When I heard the name of a new movie, “Labor Day,” I immediately envisioned a tame comedy chick flick. Then the trailer was released and I became confused. That initial trailer was short and filled with dramatic crescendos. An image of Josh Brolin with his hand over Kate Winslet’s mouth flashed across the screen, as did an image of Kate Winslet tied to a chair. Now, I was under the impression that this was a thriller. I was wrong on both accounts.
What we have in “Labor Day” is a love story that goes beyond chick flick norms and is what I like to call an actor’s movie. It is raw and it displays the talent and preparation the actors used to bring their characters to life. I was still curious about the title, though, as I saw and waited for the film to start. Needless to say, it is perfectly fitting and makes sense very early on in the film.
Josh Brolin plays Frank, an escaped and wounded convict who imposes upon Adele (Kate Winslet) and her son Henry (Gattlin Griffith.) The IMDB synopsis is a tad misleading as it states that Adele and Henry offer Frank a ride – and that is not true, I’d just like to point that out quickly if I may. Frank hides out at Adele’s and both his story as well as hers play out slowly via flashbacks and interactions between all the characters. There is an obvious bond between not only Frank and Adele, but with Frank and Henry just as much, a different type of bond, but equally strong.
There aren’t a lot of cast members in this film, which really leaves you feeling like Adele and Frank, isolated and in hiding. Toby Maguire, Clark Gregg, James Van Der Beek and Brooke Smith are basically the only other cast members involved, each bringing something to the story like a puzzle piece and propeller. I wouldn’t consider this an ensemble film, but that doesn’t mean I don’t feel all the actors who contributed didn’t do well because everyone in my opinion really brought a lot to the picture.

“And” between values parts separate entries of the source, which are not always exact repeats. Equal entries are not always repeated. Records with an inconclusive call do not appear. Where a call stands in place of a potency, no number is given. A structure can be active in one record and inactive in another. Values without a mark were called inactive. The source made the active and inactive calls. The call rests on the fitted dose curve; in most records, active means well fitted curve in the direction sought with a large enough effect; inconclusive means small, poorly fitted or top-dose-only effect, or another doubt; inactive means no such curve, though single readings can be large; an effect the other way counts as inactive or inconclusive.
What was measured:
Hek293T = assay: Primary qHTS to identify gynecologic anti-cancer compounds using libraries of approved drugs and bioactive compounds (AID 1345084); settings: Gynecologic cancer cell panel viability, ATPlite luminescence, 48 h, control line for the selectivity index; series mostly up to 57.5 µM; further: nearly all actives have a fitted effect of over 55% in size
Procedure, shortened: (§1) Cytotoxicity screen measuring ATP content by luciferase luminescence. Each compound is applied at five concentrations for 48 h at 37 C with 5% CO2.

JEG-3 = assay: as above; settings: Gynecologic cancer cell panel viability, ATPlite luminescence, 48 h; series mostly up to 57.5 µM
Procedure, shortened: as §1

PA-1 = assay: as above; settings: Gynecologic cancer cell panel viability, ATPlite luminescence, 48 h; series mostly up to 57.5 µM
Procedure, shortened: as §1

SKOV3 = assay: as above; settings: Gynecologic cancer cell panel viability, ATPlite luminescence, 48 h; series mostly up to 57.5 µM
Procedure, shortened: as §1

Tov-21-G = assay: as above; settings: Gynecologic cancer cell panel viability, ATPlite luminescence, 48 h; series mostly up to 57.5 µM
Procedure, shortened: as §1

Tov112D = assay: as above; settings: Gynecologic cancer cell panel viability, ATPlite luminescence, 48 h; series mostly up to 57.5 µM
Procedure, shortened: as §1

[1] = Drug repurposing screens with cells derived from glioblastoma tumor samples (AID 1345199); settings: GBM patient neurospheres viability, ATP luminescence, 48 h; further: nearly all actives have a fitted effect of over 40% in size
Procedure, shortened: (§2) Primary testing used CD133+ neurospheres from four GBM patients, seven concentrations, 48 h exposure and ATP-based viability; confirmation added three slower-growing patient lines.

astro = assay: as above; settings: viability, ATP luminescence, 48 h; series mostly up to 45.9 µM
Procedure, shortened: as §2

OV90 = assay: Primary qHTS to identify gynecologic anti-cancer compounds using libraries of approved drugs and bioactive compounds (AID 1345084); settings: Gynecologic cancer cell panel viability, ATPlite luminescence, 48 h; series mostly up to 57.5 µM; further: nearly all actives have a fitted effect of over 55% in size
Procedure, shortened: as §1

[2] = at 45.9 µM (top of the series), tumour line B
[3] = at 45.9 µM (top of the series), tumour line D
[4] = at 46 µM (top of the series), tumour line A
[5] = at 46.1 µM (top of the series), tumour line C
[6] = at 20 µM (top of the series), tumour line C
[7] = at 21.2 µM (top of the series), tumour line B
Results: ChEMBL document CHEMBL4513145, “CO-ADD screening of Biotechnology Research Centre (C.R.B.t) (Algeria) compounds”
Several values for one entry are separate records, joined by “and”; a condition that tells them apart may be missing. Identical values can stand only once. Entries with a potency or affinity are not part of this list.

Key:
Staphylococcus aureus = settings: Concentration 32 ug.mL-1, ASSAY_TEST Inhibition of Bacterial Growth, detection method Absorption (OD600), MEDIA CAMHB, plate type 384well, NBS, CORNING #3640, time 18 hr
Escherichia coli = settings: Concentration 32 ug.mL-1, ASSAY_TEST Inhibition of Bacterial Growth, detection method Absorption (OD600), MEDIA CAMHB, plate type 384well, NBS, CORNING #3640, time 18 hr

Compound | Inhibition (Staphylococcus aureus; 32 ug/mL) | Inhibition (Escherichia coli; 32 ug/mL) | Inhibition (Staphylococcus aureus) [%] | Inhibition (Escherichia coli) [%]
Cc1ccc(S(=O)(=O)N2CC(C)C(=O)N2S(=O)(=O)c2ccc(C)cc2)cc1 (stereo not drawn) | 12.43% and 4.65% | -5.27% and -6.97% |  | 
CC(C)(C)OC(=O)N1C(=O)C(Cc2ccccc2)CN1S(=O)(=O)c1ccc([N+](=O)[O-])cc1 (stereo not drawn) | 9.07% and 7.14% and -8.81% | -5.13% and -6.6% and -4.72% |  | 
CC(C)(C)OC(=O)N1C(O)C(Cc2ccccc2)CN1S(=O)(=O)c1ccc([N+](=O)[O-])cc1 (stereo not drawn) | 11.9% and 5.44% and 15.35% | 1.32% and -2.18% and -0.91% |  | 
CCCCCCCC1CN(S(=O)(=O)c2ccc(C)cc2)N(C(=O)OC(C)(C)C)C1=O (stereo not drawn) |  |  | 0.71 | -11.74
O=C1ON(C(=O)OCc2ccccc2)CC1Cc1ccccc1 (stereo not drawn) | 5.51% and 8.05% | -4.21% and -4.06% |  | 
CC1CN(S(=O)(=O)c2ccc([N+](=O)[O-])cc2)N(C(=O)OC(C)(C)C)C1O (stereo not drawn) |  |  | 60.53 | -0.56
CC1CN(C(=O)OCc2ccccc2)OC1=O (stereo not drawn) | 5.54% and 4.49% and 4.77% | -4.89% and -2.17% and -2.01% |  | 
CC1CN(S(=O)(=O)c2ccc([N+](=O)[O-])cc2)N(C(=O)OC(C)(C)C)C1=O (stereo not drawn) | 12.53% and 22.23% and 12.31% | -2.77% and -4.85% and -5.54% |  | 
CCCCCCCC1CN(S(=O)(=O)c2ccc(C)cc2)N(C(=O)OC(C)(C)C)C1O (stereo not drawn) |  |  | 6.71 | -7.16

Plot wise, “Labor Day” did have some holes and missteps I must say; however, to avoid spoilers I won’t point out specifics. There were simple things the characters did that caused the plot to progress, but they were simple things that audience members may find lacked common sense and would therefore become unbelievable. Pie plays an interesting part in the film, which I just adored … yes, pie, as in homemade peach pie.
Dialogue was the real driving force behind this flick, as it was the backbone of the film. Kudos to the screenplay writer and director Jason Reitman (“Juno,” “Up In The Air”) and Joyce Maynard for penning the novel on which the film was based. The direction and cinematography were subtle, but filled with visual clues and flowed effortlessly throughout the film. The music was a bit lacking which, for me personally, is always an important factor in telling a story. I don’t have any major complaints about the film, I was able to overlook the few flaws in light of everything else.
All in all, I would definitely recommend this film. As a whole, I think it was well put together and the performances are worth watching. However, I have not read the novel that it was based on and I know that for those who did read it, their opinion will differ, as mine probably will should I pick up the book. I am not naive to the fact that books very rarely are given justice in their motion picture counterpart. I cannot compare or judge on anything other than the film.
“Labor Day” is rated PG-13 for thematic material, brief violence and sexuality. There is hardly any cussing and the sexuality does not include nudity – more of an intimacy. For that reason, I feel families with older children and teens should partake.
Is “Labor Day” an opening day must? Maybe, maybe not, depending on whether or not you read the book and how fond you are of Kate Winslet and/or Josh Brolin. There is substance, there is much to be identified with, and there is heart. What more could you ask for from a film that has no special effects or tricks up its sleeve? Easy as pie, see it.
“Labor Day” had a limited release on Dec. 27, 2013, for a one week awards-qualifying run and is set for a wide release on Jan. 31.
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